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Chronic Cough

It is normal to cough occasionally, especially if you have a cold, flu or allergies.

Coughing has a purpose. It is your body’s way of keeping unwanted stuff from getting into your lungs. Coughing helps clear extra mucus from your airways (small tubes in your lungs). This extra mucus could be caused by smoking, a cold, nasal or sinus problems, a lung infection or a lung disease like asthma or COPD.

A cough may be caused by a condition not related to your lungs, such as heartburn, some medications, or throat irritants (for example, dust, pollution, or chemicals in your workplace or home).

Coughing up blood or thick mucus is not normal. If your cough makes you very tired or light-headed, causes chest or stomach pain, or causes you to wet yourself, you should talk to your doctor.

What are the different types of cough?

Doctors divide coughing into three groups, based on how long the cough has lasted: acute (coughing less than three weeks), sub-acute (coughing that lasts from three to eight weeks), or chronic (coughing that lasts longer than eight weeks).

Acute (Up To 3 Weeks)


Just about everybody coughs sometimes. From time to time, you may get a cough that lasts a short while (known as an acute cough), and then goes away. A main cause of acute cough is the common cold. You may catch a cold then have a cough that lasts two or three weeks. If you have an acute cough, follow this treatment advice.
Acute cough warning signs — See a doctor or go to the nearest emergency room, if you are:

  • Extremely short of breath
  • Turning blue in the lips or fingernails
  • Swelling in the lips
  • Coughing up blood

Sub-Acute (3-8 Weeks)

A cough that lasts for 3-8 weeks is often caused by a cold or other lung infection that lasts longer than normal. A cough that lasts 3-8 weeks may go away by itself but it may also need treatment. If you have a three-week cough and you are not sure if you should see your doctor, read the following questions:

  • Are you coughing up blood?
  • Are you short of breath?
  • Has your cough has changed over time?
  • Are you losing weight without trying?
  • Are you coughing up phlegm?
  • Do you have a fever?
  • Do you currently smoke?
  • Did you smoke in the past?
  • Are you living with asthma or COPD or other respiratory conditions?

If you answered yes, to any of these questions, you should talk to your doctor about your cough.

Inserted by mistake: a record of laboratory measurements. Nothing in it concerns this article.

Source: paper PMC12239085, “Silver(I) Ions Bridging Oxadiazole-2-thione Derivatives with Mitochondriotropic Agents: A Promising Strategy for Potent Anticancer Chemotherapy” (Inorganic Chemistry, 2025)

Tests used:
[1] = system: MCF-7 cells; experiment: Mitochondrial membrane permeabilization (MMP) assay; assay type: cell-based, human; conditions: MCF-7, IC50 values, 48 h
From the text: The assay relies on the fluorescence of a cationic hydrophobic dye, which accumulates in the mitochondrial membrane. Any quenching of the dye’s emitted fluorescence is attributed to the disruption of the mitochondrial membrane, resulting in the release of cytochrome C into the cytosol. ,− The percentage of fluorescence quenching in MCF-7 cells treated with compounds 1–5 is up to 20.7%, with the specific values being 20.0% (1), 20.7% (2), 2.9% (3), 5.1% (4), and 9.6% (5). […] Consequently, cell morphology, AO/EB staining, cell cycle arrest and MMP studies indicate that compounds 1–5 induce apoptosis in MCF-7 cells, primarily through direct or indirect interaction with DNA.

To diagnose your cough your doctor may ask you questions about your family history, things you may have been exposed to at home or work, and if you smoked. Your doctor may want to examine you. Your doctor may also give you a few tests including:

  • A chest X-ray to take a picture of your lungs. This can tell your doctor if you have something like pneumonia or lung cancer.
  • Spirometry – This test measures how much air you can breathe out and in. Your doctor will use spirometry to diagnose conditions such as asthma or COPD.

Chronic

A cough that lasts 8 weeks or longer is known as a chronic cough. A chronic cough is not a disease in itself. It is a sign of something wrong. That’s why it’s important to see your doctor and find out the cause. Some of the most common causes of chronic cough include:

  • Post-nasal drip syndrome, when mucus drips down your throat from the back of your nose
  • Something at home or work that is irritating your nose or airway
  • Allergies
  • Asthma
  • Smoking
  • COPD (new name for emphysema and chronic bronchitis)
  • Acid reflux (sometimes called gastro-esophageal reflux disease or GERD)
  • Some high blood pressure medications
  • Or a combination of these causes

In rare cases, chronic cough can be caused by serious diseases like tuberculosis (TB), lung cancer. Your doctor may want to order a chest x-ray to determine whether you have a serious condition.

Diagnosing a chronic cough

The first step in treating a chronic cough is to find out what’s causing it. Your doctor may do several tests to diagnose the cause.

First your doctor will ask about your medical history. He or she might ask you questions such as whether you have allergies, what medications you are currently taking, whether you smoke or smoked in the past, if you use chemicals at home or work, and if you have been sick lately. Before you go to your doctor, write down everything you want to tell him or her. Your doctor should do a physical exam and may also order a chest X-ray.

Your doctor may also order lung function tests (spirometry).

Your doctor may refer you to a breathing specialist (a respirologist).

Once the doctor knows the cause of your cough, he or she will recommend a treatment.

Most of the time, you can get effective treatment for your cough. If you see your doctor and get help early on, it will be easier to treat your cough.

Chronic

A cough that lasts 8 weeks or longer is known as a chronic cough. A chronic cough is not a disease in itself. It is a sign of something wrong. That’s why it’s important to see your doctor and find out the cause. Some of the most common causes of chronic cough include:

  • Post-nasal drip syndrome, when mucus drips down your throat from the back of your nose
  • Something at home or work that is irritating your nose or airway
  • Allergies
  • Asthma
  • Smoking
  • COPD (new name for emphysema and chronic bronchitis)
  • Acid reflux (sometimes called gastro-esophageal reflux disease or GERD)
  • Some high blood pressure medications
  • Or a combination of these causes

In rare cases, chronic cough can be caused by serious diseases like tuberculosis (TB), lung cancer. Your doctor may want to order a chest x-ray to determine whether you have a serious condition.

Diagnosing a chronic cough

The first step in treating a chronic cough is to find out what’s causing it. Your doctor may do several tests to diagnose the cause.

First your doctor will ask about your medical history. He or she might ask you questions such as whether you have allergies, what medications you are currently taking, whether you smoke or smoked in the past, if you use chemicals at home or work, and if you have been sick lately. Before you go to your doctor, write down everything you want to tell him or her. Your doctor should do a physical exam and may also order a chest X-ray.

Your doctor may also order lung function tests (spirometry).

Your doctor may refer you to a breathing specialist (a respirologist).

Once the doctor knows the cause of your cough, he or she will recommend a treatment.

Most of the time, you can get effective treatment for your cough. If you see your doctor and get help early on, it will be easier to treat your cough.

Treatment